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Dow Jones Newswires: Shell, BP amassed cash in 2021 as energy shortage unfolded

High oil and gas prices boosted forecast-beating 2021 profits for Shell and BP, and are expected to continue doing so this year, allowing both U.K. energy giants to strengthen their balance sheets for energy-transition investments.

After the coronavirus pandemic shocked the energy industry in 2020, oil and gas companies have bounced back. Prices soared going into the winter of 2021 as supply growth couldn’t cope with recovery in hydrocarbon demand.

Brent crude prices
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have risen 50% over the past 12 months, surpassing $90 a barrel for the first time since 2014. And the spike in gas prices has been even more dramatic, with the European regional gas benchmark, the TTF, breaking records in recent months.

Now, with many FTSE 100 companies reporting 2021 accounts to the market, the extent of the energy shortage’s boost to oil and gas profits is clear to see.

Read: Oil is the hottest sector, and Wall Street analysts see upside of up to 48% for favored stocks

Shell
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which had booked a $21.68 billion loss in 2020, swung to a $20.10 billion profit for 2021. For shareholders, this fed into a 37% dividend increase for the year and $3.5 billion in share buybacks.

Underlying earnings in the fourth quarter were 22% ahead of consensus, as the company’s integrated gas division had its best quarter since its performance started being reported separately in 2016. Shell said its liquefied natural gas trading profits increased in the period, but didn’t disclose exact figures.

Shell’s enormous LNG business differentiates itself from competitors. The company controls around 20% of global liquefaction capacity and the LNG shipping fleet. This allows it to take advantage of price discrepancies between different gas regions on the spot LNG market, sending the super-chilled fuel to countries that are willing to pay more. In 2021 this proved to be a boon as supply worries caused price volatility.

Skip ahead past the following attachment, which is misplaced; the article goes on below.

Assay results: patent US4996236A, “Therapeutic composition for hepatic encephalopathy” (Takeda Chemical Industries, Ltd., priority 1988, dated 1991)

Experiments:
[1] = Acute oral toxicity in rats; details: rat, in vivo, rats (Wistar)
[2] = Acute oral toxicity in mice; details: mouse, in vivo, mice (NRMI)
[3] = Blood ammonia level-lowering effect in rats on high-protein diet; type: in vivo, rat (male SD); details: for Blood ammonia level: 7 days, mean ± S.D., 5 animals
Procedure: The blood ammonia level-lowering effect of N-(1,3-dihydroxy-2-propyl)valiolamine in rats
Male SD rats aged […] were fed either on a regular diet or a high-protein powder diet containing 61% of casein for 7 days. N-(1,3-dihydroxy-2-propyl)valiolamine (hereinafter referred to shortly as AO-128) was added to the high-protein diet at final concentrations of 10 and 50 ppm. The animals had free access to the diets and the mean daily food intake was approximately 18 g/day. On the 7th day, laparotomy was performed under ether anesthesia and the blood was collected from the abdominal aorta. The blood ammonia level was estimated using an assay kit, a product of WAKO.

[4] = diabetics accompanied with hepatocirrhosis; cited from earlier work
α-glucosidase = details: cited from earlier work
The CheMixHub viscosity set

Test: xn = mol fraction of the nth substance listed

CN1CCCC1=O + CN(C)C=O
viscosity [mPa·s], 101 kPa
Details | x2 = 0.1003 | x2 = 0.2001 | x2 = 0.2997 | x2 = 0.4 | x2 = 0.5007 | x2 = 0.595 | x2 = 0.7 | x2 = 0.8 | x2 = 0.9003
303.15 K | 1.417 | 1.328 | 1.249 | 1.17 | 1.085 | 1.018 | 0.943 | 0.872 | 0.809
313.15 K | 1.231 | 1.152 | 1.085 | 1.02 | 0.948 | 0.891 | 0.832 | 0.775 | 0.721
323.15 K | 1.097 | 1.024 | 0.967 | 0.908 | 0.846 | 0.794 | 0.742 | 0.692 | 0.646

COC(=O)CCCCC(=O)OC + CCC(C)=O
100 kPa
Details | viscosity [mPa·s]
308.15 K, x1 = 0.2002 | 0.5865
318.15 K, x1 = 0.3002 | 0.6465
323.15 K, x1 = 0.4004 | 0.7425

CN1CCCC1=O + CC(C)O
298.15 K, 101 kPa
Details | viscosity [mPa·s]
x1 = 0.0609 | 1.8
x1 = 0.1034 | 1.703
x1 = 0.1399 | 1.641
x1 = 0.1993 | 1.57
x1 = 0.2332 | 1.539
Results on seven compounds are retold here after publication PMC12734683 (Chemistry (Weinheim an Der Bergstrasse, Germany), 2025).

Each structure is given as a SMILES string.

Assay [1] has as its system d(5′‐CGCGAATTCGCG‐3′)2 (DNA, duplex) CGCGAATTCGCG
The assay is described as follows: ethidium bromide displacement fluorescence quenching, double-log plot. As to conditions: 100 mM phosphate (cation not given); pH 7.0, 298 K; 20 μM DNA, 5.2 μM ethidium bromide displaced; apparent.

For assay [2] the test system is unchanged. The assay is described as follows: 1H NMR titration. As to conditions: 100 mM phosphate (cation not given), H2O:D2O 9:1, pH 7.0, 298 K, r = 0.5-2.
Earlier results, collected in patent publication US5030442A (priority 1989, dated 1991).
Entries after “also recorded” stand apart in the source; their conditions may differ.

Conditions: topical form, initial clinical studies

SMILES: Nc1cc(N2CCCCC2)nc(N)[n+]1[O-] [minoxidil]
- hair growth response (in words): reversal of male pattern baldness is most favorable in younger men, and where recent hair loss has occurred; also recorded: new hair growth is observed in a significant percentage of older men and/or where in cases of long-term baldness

RBC Capital Markets said Shell is its preferred energy major for 2022. “On our bullish commodity forecast, Shell generates significant amounts of cash, supported by its oil leverage and number-one presence in an extremely strong LNG market,” the bank said.

Berenberg analysts are similarly optimistic about Shell’s prospects for this year. “After a stellar year for cash generation, the outlook for 2022 is even better, particularly for the integrated gas business,” the analysts said.

Meanwhile, BP
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+0.56%

BP,
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recorded a $7.57 billion profit for 2021, with adjusted earnings rising to an eight-year high. The full-year dividend was 18% lower than in 2020, but shareholders pocketed $4.15 billion via buybacks.

Significantly, high commodity prices allowed the company to reduce net debt by more than $8 billion throughout the year. “Following significant debt pay down, we see the company in much better shape than a few years ago,” RBC said.

However, BP remains less favored by analysts than its UK peer. According to FactSet, 60% of polled analysts have a buy or overweight rating on BP, whereas the figure for Shell is 80%. Some have expressed concerns about BP chief executive Bernard Looney’s bold energy transition strategy.

Jefferies has warned that, with high cash generation and lower debt levels, oil-and-gas companies may turn to large-scale acquisitions to accelerate their low-carbon transitions. The bank said BP looks more likely than its peers to undertake expensive acquisitions, as it has a renewable energy target of 50 gigawatts by 2030. Its installed capacity as at the end of 2021 was just 1.9GW.

BP Chief Financial Officer Murray Auchincloss said in a meeting with analysts on Tuesday that the company has a $14 billion-$16 billion long-term capital expenditure budget, of which 40% will focus on the transition by 2025. “We’ll be pursuing modest things,” he told Berenberg.

Also at the event, Mr. Looney emphasized that BP’s transition toward a greener future isn’t just about building renewable projects, and that the other areas of growth-bioenergy, electric vehicles charging, hydrogen and convenience-will generate much higher returns.

“It’s a three-part strategy, of which low carbon is one. But importantly, in the transition, we talk about five growth engines. And $2 billion to $3 billion [earnings before interest and taxes by 2030] from renewables at [returns of] 8% to 10% is one of five elements in that transition,” he said.

Citi said it isn’t clear whether the market will have the patience to reward BP’s transformation strategy, as it will consume considerable near-term capital for an earnings delivery that is loaded to the back-end of this decade.

For now, the rise in oil and gas prices seems enough to lure investors. BP shares have soared by 58% in the last year, while Shell has risen 47%.

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